It is a canon of modern psychology, narcology, self-help, business management and financial restructuring that the first step to solving a problem is to acknowledge that one has a problem to solve. The Labour Party has a problem and that problem goes beyond the many cyclical problems it faces (principally, the backlash against it by voters betrayed by the party's unrealistic 2011 election promises) and even the structural ones (principally, the disintegration of the economic and financial underpinnings of 20th century social democracy and an over-reliance on public sector support). Indeed, it may even be at the root of the Labour Party's entire web of problems that threatens the party of Connolly and Larkin's future viability like never before. The problem can be summarised in one word: Democracy.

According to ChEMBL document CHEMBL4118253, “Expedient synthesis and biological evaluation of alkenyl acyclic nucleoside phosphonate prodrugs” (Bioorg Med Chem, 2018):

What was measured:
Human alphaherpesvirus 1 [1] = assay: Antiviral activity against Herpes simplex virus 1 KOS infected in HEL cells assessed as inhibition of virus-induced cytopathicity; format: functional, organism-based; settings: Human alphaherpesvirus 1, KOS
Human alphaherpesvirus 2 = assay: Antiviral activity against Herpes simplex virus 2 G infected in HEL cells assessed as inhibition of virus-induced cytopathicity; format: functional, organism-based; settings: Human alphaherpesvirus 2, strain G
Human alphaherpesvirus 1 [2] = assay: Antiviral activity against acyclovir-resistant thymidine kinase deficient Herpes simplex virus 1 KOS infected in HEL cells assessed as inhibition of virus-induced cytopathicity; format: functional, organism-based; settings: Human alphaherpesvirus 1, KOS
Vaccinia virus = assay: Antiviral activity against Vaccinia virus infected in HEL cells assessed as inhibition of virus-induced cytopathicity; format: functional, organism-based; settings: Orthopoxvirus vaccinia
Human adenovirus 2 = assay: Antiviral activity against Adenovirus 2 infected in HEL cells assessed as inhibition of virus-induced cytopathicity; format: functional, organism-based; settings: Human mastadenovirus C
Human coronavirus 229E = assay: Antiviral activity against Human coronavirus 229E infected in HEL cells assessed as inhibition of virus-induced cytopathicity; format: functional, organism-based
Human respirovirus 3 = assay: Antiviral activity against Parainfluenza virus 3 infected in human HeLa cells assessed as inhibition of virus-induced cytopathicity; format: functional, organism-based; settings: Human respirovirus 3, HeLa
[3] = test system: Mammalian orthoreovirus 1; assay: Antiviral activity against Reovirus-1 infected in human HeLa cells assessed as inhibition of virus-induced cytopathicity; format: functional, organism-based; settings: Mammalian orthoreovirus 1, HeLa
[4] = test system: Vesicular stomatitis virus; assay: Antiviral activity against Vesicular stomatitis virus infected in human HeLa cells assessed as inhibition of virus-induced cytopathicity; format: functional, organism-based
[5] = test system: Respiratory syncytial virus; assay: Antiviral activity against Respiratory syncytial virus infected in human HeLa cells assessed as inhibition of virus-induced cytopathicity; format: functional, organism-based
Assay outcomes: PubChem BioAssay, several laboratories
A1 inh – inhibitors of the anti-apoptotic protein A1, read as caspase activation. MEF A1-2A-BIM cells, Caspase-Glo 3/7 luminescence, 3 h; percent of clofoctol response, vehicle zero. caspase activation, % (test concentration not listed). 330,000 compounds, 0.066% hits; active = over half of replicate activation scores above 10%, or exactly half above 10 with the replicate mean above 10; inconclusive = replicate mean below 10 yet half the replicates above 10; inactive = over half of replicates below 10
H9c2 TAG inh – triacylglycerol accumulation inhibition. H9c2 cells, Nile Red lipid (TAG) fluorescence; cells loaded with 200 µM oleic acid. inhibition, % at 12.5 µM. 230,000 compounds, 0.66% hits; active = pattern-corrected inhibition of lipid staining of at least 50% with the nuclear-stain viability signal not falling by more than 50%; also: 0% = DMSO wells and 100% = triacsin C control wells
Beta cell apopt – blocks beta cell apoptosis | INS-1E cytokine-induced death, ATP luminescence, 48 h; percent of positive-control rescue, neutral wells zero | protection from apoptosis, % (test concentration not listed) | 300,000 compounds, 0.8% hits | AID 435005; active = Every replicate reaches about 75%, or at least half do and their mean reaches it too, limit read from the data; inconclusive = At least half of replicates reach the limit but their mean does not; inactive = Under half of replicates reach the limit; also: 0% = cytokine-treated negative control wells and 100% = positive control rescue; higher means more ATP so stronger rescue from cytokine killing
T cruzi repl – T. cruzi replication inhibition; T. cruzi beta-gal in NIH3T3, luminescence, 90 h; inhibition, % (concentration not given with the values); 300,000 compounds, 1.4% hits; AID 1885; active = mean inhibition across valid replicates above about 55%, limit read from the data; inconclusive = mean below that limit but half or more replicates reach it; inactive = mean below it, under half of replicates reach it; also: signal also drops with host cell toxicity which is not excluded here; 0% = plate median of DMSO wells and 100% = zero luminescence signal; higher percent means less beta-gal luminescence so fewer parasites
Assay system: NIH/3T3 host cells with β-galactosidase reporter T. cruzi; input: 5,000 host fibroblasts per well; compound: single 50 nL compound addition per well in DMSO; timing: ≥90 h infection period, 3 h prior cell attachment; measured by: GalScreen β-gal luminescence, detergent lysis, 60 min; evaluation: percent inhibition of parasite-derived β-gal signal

Labour, at least since the Mary Robinson era and perhaps earlier, seems to have developed a "born to rule" complex without ever having won an election. This is unusual. Most parties which have picked up this delusion have done so precisely because they got so used to winning (e.g. the Tories prior to 1997 or Fianna Fail prior to 2011) and the consequent disconnect between self image and public standing can be chalked up to the difficulties of transition. Labour has no such excuse. Its best general election result ever has been 19% (17 points behind the leading party). In every general election bar one (2011, which increasingly looks like an anomaly), the party's best position has been third place. Only in the highly aberrant presidential elections has Labour ever won a national contest - and not once has the party been able to translate that into general, local or European election success.